At one stage she even asked if the lighting in the hangar would be sufficient and I replied, not entirely in jest, that even if the plane were lit by a couple of church candles, that would be sufficient for someone like me, who had never actually set eyes on a Spitfire before.

For me, finding not one but two Spitfires, both in flying condition, was akin to striking gold in my back yard. As I said, the aircraft plays a prominent part in my third novel, "The Jadu Master", which I will soon be editing and submitting to my publishers. Yes, I have done painstaking research on the fighter, often spending months in a frustrating search to unearth, check and reliably confirm the smallest detail of information that is necessary to build an accurate description of how the plane flew and how it behaved in combat.

A rare shot taken inside the cockpit with the canopy closed.

Invariably, I had to delve into the writings of World War II airmen who flew the plane, or the technical descriptions of teams that have recently rebuilt or repaired some versions. I had to rely on old black-and-white photographs to calculate measurements and describe certain parts.

Now, for the first time, I actually had access to a real Spitfire - a bonus I had never expected. By driving to Temora I would be able to ascertain whether my own descriptions were accurate.

Let me put it this way. If I asked you to describe in detailed prose exactly how you get into your car each day and the precise steps you take before you drive off in it, you would be able to do it fairly easily. But if I asked you to describe how you would do the same thing in a rare 60-year-old vehicle, you simply wouldn't know where to start.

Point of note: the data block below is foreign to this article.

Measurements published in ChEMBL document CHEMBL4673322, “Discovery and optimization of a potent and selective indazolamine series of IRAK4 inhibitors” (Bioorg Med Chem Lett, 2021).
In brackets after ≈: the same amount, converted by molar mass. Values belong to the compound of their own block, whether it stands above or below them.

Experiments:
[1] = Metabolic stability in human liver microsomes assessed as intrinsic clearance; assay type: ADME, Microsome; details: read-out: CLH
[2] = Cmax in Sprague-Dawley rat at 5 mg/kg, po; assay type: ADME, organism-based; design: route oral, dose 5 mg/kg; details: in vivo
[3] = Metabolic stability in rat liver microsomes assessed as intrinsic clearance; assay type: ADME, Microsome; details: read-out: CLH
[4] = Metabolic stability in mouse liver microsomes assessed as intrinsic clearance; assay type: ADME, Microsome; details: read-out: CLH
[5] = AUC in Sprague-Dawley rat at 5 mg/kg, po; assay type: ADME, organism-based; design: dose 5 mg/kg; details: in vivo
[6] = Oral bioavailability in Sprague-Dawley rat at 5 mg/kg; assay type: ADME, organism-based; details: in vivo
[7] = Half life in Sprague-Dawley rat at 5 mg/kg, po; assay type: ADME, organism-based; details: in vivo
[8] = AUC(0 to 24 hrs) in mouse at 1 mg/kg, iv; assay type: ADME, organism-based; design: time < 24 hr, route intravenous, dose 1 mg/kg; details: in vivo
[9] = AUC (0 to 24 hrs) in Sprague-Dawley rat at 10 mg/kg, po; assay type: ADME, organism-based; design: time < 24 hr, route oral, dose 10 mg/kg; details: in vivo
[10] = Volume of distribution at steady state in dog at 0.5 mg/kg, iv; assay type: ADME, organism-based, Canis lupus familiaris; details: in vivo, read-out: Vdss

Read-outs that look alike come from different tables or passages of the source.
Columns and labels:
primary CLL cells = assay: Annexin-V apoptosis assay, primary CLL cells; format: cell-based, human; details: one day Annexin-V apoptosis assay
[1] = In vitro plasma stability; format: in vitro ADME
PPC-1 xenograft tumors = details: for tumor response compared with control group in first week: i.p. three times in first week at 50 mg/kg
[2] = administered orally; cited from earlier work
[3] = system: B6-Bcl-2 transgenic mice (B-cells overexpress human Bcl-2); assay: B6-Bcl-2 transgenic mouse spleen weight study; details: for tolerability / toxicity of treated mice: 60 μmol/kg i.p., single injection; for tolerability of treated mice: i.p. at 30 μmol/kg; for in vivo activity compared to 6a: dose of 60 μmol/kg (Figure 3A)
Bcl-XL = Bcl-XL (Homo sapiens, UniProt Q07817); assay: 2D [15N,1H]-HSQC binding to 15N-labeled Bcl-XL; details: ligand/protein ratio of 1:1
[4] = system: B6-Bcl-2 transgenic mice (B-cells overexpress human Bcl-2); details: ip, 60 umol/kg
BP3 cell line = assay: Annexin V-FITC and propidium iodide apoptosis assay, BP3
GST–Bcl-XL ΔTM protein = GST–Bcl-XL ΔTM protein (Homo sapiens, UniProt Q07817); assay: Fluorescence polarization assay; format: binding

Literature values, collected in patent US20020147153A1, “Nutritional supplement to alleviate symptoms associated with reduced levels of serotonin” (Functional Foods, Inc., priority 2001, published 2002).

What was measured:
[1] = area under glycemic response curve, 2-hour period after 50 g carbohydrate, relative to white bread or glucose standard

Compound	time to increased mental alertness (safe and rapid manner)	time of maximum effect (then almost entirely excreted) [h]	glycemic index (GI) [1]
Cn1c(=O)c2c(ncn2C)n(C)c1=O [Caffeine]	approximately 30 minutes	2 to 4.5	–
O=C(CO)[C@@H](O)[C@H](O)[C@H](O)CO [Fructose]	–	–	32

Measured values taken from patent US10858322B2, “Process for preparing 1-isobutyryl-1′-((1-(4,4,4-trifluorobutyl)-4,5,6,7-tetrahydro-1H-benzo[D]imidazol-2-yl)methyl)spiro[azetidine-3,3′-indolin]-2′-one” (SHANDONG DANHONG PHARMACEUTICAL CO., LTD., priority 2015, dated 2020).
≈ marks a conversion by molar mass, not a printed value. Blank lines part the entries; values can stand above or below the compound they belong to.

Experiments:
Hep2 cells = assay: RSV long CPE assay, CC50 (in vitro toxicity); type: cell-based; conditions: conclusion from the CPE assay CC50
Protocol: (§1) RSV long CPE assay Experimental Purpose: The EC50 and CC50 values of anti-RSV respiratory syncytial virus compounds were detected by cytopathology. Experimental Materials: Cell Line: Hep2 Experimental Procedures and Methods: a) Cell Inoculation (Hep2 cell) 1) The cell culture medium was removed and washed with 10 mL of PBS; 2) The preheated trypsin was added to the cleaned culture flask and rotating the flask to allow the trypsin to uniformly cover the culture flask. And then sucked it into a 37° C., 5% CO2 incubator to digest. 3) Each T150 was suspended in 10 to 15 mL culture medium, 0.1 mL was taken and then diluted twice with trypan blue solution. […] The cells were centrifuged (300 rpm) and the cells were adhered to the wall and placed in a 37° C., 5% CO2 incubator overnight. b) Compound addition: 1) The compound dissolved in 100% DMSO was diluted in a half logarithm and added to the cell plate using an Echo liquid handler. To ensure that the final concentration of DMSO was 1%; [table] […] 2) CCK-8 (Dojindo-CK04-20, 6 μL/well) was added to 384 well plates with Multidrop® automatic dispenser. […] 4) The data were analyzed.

Experience, as always, is the key to description.

After I had taken the first few images in the hangar with a reverence that is hard to imagine, Andy Bishop asked me if I wanted to step up onto the plane's wing. This, too, was a process I had written about in the novel - but now I was able to actually do it myself. Now I knew I would be able to corroborate every single facet of the plane that I had written about.

The original instrument panel, with spade-style grip and gun button.

Casually, he asked me if I wanted to get into the cockpit. After I made sure I wasn't dreaming, I grinned when he told me how to lower myself into the leather seat. Why? Because, thanks to my earlier research, I knew about the angles and measurements and had constructed a mental procedure of exactly how pilots found their way from the wing, through the hatch and into the cockpit.

So yes, I found my own way into the original leather seat and I breathed deeply of the wonderful aroma. As I had conjured up in my head while writing the book, it was a meld of leather, metal and fuel - and that's exactly what I encountered.

Having taught myself the layout of the cockpit in the early days of writing the novel, I now found myself actually staring at the same reflective gunsight, the same instrument panel, the same sweep of contoured canopy, the same slab of bullet-proof glass in front of my head, the rounded rear-view mirror above me, the spade-style grip. It was all so hauntingly familiar - yet, in a strange, inexplicable way, it was a first-time experience.

Andy asked me if I was claustrophobic and I said I wasn't. He announced that he was going to pull the bubble-shaped canopy closed over my head and I could scarcely believe my luck. Just before he did so, he asked if I wanted him to take some shots of me in the cockpit. Gladly, I handed my camera over. It's not every day a 21st century novelist gets a photo opportunity like this.